This volume offers a collection of writings on ethical issues regarding retarded persons. Because this important subject has been generally omitted from formal discussions of ethics, there is a great deal which needs to be addressed in a theoretical and critical way. Of course, many people have been very concerned with practical matters concerning the care of retarded persons such as what liberties, entitlements or advocacy they should have. Interestingly, because so much practical attention has been given to issues which are not discussed by ethical theorists, they offer a rare opportunity to evaluate ethical theories themselves. That is, certain theories which appear convincing on other subjects seem implausible when they are applied to reasoned and com pelling views we hold concerning retarded individuals. Our subject, then, has both practical and conceptual dimensions. More over, because it is one where pertinent information comes from many sources, contributors to this volume represent many fields, including philosophy, religion, history, law and medicine. We regret that it was not possible to include more points of view, like those of psychologists, sociologists, nurses and families. There is however, a good and longstanding literature on mental retardation from these perspectives.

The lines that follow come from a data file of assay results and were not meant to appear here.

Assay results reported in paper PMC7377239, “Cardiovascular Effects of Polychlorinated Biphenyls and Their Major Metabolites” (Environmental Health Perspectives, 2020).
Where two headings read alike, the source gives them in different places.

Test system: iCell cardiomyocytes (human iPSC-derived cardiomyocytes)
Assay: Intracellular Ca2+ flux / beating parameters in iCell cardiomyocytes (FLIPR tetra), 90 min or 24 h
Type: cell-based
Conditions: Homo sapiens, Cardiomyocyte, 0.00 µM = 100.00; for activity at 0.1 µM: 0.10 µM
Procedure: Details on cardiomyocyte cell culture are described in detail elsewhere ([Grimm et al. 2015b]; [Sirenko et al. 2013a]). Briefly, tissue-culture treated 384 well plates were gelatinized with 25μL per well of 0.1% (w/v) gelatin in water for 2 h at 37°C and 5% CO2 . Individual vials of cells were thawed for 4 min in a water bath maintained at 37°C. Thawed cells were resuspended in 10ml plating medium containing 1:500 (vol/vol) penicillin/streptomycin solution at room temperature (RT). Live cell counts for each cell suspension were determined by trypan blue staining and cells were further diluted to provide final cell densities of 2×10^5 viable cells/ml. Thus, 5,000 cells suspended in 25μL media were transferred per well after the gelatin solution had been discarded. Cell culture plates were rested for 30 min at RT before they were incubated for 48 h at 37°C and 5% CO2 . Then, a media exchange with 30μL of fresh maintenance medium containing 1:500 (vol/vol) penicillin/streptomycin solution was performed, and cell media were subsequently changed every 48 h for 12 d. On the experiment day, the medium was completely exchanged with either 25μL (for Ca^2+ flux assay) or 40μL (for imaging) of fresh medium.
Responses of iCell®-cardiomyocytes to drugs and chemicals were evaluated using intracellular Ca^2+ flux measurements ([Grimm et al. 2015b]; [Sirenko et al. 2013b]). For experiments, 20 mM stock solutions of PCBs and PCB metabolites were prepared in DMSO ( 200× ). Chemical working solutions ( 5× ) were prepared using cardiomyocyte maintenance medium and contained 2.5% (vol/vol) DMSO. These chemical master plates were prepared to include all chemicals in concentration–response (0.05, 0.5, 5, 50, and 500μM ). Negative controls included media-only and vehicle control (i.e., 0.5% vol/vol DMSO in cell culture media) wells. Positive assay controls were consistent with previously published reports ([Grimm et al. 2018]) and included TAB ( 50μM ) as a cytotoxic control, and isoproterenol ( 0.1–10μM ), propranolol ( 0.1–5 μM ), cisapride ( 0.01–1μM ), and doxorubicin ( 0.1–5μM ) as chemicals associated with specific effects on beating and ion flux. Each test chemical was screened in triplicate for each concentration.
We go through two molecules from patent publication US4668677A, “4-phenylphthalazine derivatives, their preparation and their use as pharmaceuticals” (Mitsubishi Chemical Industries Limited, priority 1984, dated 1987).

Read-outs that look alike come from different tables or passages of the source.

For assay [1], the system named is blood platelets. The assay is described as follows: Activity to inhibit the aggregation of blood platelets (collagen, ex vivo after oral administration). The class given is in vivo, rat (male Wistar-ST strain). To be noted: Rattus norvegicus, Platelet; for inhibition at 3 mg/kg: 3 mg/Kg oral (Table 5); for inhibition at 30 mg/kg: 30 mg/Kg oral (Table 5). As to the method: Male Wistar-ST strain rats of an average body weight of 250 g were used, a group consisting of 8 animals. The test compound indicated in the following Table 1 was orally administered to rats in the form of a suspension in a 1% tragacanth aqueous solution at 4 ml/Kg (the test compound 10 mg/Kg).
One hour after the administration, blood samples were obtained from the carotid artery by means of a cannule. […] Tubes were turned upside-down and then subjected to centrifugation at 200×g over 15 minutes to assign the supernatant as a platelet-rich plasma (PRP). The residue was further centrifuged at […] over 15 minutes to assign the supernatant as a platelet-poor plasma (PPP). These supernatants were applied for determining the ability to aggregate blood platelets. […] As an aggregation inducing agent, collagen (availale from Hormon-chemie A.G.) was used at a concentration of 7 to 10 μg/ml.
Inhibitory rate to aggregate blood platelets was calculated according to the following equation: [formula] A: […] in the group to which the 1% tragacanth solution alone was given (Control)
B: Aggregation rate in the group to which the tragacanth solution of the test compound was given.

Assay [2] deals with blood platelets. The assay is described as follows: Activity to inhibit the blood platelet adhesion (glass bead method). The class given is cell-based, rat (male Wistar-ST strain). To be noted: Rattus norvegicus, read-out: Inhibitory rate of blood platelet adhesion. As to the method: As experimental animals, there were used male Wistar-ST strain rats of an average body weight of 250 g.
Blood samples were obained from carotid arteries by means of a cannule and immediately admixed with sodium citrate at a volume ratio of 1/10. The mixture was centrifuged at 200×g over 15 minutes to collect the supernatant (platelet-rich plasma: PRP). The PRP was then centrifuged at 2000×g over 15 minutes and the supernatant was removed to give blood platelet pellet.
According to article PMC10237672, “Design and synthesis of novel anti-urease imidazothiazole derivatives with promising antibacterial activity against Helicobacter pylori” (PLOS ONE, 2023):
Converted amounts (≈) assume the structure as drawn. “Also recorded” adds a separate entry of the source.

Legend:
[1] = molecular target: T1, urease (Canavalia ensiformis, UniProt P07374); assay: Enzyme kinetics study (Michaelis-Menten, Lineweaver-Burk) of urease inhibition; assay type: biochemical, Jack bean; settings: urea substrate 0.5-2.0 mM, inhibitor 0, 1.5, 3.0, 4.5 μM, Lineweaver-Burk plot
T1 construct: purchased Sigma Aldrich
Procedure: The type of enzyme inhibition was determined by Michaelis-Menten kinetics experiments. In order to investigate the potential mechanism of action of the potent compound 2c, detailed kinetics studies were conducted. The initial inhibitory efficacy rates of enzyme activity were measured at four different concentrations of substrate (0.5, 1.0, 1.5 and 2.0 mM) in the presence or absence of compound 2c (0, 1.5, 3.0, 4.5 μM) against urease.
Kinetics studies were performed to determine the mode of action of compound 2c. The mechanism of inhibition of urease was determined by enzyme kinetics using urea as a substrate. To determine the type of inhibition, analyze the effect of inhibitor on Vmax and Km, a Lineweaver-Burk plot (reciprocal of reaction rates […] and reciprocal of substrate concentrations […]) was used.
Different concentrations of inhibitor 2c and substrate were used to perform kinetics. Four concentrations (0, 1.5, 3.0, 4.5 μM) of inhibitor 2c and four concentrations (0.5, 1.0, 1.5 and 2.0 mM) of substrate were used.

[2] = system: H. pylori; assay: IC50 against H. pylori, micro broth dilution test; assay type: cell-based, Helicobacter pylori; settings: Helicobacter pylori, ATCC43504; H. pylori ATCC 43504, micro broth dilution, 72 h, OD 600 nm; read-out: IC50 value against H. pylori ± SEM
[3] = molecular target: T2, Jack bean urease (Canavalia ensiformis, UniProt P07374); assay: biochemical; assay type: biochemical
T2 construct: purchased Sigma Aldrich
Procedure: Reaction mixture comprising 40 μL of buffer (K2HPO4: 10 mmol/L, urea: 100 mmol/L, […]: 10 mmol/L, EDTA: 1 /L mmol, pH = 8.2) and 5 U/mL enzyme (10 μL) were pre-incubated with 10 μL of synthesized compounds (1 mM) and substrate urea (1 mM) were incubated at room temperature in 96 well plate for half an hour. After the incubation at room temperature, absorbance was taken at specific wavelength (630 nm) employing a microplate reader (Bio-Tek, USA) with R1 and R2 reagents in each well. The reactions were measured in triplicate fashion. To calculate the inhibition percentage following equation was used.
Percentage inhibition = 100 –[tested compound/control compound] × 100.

Table of ContentsSection I / Examining the Rights Tradition.- Rights and Borderline Cases.- Applying Moral Theory to the Retarded.- Joseph Margolis, John Rawls, and the Mentally Retarded.- Do the Retarded Have a Right Not to Be Eaten? A Rejoinder to Joseph Margolis.- The Rights of the Retarded.- Rights, Justice and the Retarded.- Section II / Respect and Labeling.- Respect and the Retarded: Issues of Valuing and Labeling.- Person Ascriptions, Profound Disabilities and Our Self-Imposed Duties: A Reply to Loretta Kopelman.- The World Gained and the World Lost: Labeling the Mentally Retarded.- Labeling the Mentally Retarded: A Reply to Laurence B. McCullough.- Section III / Theology and Philosophy of Religion.- Must God Create the Best?.- Parenting, Bonding, and Valuing the Retarded.- Responsibility for the Retarded: Two Theological Views.- Philosophical and Theological Perspectives on the Value of the Retarded: Responses to William F. May and John C. Moskop.- Section IV / Law and Public Policy.- The Legal Rights of Mentally Retarded Persons in Twentieth Century America.- Examining Legal Restrictions on the Retarded.- Who Speaks for the Retarded?.- Commentary on David J. Rothman’s ‘Who Speaks for the Retarded?’.- Dilemmas in the Neonatal Intensive Care Unit.- Health Care, Needs and Rights of Retarded Persons.- Notes on Contributors.